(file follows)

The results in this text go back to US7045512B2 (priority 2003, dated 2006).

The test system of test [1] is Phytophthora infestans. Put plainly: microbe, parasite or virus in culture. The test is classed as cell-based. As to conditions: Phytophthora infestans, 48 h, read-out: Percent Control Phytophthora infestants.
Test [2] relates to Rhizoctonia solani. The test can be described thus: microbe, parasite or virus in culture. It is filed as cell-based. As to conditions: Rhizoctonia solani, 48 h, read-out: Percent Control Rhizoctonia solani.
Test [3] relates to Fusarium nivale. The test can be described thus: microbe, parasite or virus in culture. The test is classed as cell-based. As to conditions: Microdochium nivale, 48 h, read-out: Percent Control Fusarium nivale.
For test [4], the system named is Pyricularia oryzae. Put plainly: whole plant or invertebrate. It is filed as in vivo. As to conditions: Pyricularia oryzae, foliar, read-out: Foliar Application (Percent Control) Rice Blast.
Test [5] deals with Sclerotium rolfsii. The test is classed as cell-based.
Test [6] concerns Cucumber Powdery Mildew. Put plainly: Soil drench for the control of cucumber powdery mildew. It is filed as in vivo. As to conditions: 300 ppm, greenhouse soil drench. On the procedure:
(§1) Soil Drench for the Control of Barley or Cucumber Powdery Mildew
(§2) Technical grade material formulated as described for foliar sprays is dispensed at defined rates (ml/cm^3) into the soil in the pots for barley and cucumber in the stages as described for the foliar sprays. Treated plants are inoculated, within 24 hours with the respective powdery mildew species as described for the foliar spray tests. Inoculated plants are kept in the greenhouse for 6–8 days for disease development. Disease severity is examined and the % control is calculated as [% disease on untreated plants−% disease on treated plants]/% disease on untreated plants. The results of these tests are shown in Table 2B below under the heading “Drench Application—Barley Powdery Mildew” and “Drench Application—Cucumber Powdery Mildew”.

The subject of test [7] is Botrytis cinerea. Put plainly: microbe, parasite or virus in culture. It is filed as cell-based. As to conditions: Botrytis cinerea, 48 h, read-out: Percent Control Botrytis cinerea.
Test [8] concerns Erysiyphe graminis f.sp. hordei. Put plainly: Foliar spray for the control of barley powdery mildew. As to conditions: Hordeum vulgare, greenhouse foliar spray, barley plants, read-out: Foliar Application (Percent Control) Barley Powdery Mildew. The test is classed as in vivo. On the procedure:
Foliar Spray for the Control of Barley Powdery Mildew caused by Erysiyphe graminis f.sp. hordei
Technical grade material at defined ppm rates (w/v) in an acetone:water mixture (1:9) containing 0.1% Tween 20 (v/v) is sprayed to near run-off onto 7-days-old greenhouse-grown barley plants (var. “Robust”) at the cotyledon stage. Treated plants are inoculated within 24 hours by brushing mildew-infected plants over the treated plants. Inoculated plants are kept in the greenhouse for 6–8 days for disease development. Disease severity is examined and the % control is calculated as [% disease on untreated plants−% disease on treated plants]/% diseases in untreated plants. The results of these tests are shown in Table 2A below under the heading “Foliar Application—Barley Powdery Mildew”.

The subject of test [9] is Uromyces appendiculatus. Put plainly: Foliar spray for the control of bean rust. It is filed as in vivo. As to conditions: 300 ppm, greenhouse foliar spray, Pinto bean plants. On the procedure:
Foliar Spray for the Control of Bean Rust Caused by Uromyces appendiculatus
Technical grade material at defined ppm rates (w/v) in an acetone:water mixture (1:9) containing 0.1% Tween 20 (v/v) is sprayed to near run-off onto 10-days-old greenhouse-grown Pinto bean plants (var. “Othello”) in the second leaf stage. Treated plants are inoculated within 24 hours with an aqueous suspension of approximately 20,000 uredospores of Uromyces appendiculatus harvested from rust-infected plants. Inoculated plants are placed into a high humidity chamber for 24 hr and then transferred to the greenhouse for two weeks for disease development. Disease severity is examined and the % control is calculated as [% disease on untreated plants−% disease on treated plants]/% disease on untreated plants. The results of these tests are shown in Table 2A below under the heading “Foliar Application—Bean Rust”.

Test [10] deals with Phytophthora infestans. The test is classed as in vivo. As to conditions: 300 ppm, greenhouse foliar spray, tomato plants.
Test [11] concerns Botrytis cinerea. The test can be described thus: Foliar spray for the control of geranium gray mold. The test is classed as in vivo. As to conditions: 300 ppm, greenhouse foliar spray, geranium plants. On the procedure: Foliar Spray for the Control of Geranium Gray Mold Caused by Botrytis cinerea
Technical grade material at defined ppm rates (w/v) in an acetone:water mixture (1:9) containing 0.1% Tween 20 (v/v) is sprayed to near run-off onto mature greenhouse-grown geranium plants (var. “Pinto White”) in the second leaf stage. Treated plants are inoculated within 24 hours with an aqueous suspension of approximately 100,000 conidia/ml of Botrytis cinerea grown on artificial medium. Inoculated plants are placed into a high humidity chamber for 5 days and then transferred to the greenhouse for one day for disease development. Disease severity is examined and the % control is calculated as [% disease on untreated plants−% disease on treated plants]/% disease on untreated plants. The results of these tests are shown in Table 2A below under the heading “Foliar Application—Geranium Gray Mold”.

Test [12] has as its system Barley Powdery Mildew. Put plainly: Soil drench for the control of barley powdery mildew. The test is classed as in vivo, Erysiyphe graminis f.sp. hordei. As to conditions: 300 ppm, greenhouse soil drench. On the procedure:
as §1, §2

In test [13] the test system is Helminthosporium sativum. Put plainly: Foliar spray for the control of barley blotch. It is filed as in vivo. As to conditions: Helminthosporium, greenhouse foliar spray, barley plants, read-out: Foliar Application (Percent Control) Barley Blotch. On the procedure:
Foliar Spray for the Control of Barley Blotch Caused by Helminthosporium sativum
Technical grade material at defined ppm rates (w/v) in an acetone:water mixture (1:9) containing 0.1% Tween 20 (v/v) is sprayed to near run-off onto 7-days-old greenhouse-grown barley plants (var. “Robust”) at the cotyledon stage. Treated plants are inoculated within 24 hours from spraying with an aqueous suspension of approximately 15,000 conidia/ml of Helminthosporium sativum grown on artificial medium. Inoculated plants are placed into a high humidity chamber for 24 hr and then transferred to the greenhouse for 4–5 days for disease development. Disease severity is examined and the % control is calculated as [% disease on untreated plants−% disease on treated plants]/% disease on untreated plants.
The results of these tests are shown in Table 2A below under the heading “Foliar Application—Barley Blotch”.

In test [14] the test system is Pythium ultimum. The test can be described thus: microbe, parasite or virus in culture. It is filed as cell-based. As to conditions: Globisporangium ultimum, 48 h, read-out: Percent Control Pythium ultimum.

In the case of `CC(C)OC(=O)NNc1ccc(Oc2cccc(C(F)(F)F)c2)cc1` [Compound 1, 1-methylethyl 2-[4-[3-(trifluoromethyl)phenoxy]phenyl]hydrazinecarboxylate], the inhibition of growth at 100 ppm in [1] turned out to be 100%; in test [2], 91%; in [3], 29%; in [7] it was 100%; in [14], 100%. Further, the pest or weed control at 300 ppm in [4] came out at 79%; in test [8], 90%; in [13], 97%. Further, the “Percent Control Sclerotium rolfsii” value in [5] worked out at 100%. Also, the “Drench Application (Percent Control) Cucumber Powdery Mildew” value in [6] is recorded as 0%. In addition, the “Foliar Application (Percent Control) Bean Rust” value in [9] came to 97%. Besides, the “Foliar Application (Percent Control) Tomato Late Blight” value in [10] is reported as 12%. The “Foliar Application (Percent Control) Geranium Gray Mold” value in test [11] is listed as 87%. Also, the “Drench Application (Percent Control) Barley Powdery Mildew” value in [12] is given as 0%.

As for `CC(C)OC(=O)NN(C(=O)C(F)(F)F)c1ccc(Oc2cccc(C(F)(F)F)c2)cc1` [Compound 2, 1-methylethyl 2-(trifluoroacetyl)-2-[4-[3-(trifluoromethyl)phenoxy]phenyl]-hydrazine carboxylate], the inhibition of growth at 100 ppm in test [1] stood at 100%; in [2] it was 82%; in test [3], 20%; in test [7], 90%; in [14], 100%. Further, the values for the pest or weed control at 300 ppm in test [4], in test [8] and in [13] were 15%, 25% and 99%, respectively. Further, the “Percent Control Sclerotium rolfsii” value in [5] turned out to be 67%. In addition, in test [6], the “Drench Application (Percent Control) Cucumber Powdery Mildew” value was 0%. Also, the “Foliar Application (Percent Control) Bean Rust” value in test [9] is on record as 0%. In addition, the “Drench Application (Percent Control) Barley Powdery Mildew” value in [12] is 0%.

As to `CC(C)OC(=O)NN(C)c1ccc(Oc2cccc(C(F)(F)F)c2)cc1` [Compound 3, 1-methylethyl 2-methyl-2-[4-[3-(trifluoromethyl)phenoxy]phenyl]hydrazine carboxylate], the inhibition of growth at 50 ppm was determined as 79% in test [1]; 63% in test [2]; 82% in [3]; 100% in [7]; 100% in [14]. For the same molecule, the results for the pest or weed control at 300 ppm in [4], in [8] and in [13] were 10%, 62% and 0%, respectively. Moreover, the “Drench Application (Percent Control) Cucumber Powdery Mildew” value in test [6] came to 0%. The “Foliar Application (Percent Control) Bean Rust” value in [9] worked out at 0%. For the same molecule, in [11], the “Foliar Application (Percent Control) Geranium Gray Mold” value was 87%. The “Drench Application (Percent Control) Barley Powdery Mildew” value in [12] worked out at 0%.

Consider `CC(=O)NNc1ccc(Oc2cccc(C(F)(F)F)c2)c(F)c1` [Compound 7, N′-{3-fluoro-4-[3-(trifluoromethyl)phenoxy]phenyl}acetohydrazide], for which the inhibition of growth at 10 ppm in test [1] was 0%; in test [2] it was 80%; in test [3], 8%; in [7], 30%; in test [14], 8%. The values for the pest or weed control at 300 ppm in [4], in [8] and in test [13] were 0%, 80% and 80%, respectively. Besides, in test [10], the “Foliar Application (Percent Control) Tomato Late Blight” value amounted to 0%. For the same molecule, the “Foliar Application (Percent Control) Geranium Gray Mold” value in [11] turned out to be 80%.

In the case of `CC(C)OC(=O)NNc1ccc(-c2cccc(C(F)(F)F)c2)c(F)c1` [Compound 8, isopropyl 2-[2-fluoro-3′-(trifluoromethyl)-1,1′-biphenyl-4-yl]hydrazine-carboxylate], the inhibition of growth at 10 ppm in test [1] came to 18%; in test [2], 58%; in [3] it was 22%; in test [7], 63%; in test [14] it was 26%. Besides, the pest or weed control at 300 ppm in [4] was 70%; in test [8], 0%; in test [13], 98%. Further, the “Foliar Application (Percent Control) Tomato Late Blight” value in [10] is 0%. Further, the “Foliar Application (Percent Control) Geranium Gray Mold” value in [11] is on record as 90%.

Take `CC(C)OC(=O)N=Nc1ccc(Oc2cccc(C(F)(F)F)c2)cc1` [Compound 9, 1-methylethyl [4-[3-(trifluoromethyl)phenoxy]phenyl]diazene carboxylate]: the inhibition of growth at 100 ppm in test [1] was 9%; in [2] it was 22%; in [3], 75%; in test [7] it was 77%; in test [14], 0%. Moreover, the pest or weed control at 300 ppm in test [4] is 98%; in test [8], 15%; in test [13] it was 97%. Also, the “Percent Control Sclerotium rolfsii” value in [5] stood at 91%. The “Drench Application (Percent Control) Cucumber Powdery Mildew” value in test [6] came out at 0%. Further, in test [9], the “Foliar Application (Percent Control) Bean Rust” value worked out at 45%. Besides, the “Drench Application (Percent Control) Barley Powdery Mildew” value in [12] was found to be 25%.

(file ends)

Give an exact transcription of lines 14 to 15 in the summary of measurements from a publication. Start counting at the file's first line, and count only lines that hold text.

The subject of test [9] is Uromyces appendiculatus. Put plainly: Foliar spray for the control of bean rust. It is filed as in vivo. As to conditions: 300 ppm, greenhouse foliar spray, Pinto bean plants. On the procedure:
Foliar Spray for the Control of Bean Rust Caused by Uromyces appendiculatus